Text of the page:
Our Condition – God’s Mercy!

mercy2Our Condition–God’s Mercy!

(James Smith, “Gleams of Grace” 1860)

Many of the Psalms are poetic records of God’s mercy towards His ancient people, calling upon them to bless and praise His most glorious name. Israel’s history forms a mirror in which we see our own spiritual history. Oh for grace, so to read it, meditate upon it, and exercise faith in it–as to permanently profit by it. My eye is now fixed upon one important verse, a record of God’s goodness to them, and equally so of His kindness to us, “Give thanks to the One who remembered us in our low estate; for His mercy endures forever!” Psalm 136:23

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Enoch Walked with God

Figures_God_took_EnochI have embraced the Reformed thinking over the past three years and have come to know God in a way I did not know Him before. When I read my bible, I was moved to tears of joy as I grasped the love, long suffering and grace of the Sovereign of the universe. However, I have noticed a tendency of many Reformed teachers to emphasize correct exegesis of scripture, correct theology, correct soteriology, but lack power in their messages. Now do not take me wrong, all the above is very necessary but we can be like the Church of Ephesus and leave our first love.
When I first was enlightened to Reformed doctrines, I could not listen to enough of John Piper, then I discovered Joel Beeke and Sinclair Ferguson and found my heart being drawn out in more praise to our great Sovereign God. These men are not perfect but they have a deep knowledge of who God is and their preaching radiates the power of the Holy Spirit. Last year, I became acquainted with the Puritans through reading, “A Puritan Theology” by Joel Beeke and Mark Jones. I did not agree with all the Puritans theological or doctrinal conclusions, but I was very impressed with their passion to know God and commune with Him. As Paul Washer said, “those of us who love the Puritans need to become men and women of God as they were.”
One question I have been asking myself, “what is a man of God?” Just this morning I listened to a sermon by Paul Washer, “True Disciple Conf. 3 of 8”  I then read a sermon by John Angell James. Mr James in his sermon discussed “Enoch Walked with God” These two articles expressed very well what is needed to make a true man of God who walks in the power of the Holy Spirit. I would like to share some of these thoughts.
Firstly, Paul Washer, stated “People need a man of God. That is not just reading good books and reading the bible ( that is necessary) but being alone with God, to speak to Him, meditate on Him, commune with Him.”  ” The Christian life is not just the right things we do to be a right kind of people, it is a passion to commune and be with God. It is to know Him in real intimacy”.  Mr. Washer gave a quote from Martin Luther,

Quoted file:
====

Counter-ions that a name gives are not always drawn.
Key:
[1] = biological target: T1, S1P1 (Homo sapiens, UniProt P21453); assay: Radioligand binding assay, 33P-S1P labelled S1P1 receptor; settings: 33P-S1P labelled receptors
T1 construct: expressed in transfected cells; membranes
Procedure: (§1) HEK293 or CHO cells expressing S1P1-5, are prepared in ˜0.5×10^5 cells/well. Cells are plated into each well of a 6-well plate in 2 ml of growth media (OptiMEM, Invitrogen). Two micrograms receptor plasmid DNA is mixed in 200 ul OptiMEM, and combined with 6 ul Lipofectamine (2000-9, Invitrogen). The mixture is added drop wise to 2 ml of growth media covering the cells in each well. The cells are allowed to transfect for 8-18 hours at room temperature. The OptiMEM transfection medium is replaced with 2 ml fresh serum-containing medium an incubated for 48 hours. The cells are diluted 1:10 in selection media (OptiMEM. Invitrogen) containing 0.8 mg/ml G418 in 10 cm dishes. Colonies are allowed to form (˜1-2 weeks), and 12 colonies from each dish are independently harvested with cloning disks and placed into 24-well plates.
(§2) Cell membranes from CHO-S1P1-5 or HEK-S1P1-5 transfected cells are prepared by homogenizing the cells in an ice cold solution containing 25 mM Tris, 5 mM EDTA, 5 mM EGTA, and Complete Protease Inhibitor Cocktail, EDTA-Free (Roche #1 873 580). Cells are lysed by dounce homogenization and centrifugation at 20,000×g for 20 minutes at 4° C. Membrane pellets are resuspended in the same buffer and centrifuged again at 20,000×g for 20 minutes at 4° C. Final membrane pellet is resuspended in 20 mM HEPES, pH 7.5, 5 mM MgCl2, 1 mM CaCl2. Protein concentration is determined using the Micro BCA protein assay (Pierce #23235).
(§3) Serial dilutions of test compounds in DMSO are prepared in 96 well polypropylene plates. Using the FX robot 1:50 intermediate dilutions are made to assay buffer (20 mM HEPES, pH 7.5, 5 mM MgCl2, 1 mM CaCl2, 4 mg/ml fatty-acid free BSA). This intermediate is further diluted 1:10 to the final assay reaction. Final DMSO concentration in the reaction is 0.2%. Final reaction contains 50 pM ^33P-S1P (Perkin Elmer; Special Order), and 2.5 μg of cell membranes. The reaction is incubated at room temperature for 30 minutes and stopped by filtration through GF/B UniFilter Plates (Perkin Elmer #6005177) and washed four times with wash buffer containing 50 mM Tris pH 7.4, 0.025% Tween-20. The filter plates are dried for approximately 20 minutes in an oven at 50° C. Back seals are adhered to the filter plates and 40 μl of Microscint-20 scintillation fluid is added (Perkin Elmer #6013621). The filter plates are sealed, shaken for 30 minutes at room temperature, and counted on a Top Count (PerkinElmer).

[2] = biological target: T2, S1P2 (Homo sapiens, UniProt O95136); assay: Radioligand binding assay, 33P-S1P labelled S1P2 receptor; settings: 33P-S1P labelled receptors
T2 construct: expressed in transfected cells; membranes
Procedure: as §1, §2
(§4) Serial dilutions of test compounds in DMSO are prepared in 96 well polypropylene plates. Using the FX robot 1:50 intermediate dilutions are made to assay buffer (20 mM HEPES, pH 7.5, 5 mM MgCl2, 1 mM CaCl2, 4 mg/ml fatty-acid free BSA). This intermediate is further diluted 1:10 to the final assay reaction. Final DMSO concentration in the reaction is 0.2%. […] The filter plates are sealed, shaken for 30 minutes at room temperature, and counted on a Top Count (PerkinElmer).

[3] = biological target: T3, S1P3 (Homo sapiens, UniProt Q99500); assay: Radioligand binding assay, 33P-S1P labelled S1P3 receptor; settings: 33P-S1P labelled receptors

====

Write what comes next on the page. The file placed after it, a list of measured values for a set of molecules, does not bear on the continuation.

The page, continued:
” I have so much work to do today that I must pray three hours or I will never get it done”
The following is an article written by John Angel James mentioned above:
“Enoch walked with God.” Nothing can be more beautiful, comprehensive, or expressive than these few words. They contain a figure of speech—and what a figure! The allusion is to two people voluntarily and pleasantly walking together, and conversing confidentially with each other. They are friends, for “how can two walk together except they are agreed.” They are conscious of each other’s presence, as two people in such a situation necessarily must be. They are engaged in actual fellowship; there is communion and interchange of thought by speech. They are going the same way and engaged upon the same subject. Thus did Enoch walk with God. He was, like Abraham afterwards, the friend of God, having, as a sinner, come into a state of reconciliation with God by repentance and faith in the promised “Seed of the woman.” He loved God as the effect of God’s love to him, they were friends, and the patriarch knew and rejoiced in it. He lived as in the presence of God—he endured as seeing Him that is invisible, he acted “as ever in the great Taskmaster’s eye,” and was checked in temptation, stimulated in duty, and comforted in affliction, with Hagar’s appeal, “O God, You see me.” His private, domestic, and social life was ever regulated by the assured belief that he was always and everywhere in the presence and under the notice, even to the state of his heart, of an observant God. He maintained habitual communion with God, not only by those public acts of worship and sacrificial rites, which doubtless, he celebrated before the eyes of the scoffing generation amidst which he lived, not only at the domestic altar around which he gathered his household, nor even in the usual acts of his own private and personal devotion—but also in the constant frame and tenor of his devout and holy mind. His soul was in habitual communion with God, by its thoughts, its aspirations, and its unutterable breathings of confidence, affection, and intense desires. He exercised a divine friendship, a confidential, yet reverential familiarity, and talked with God as a man talks with his friend.

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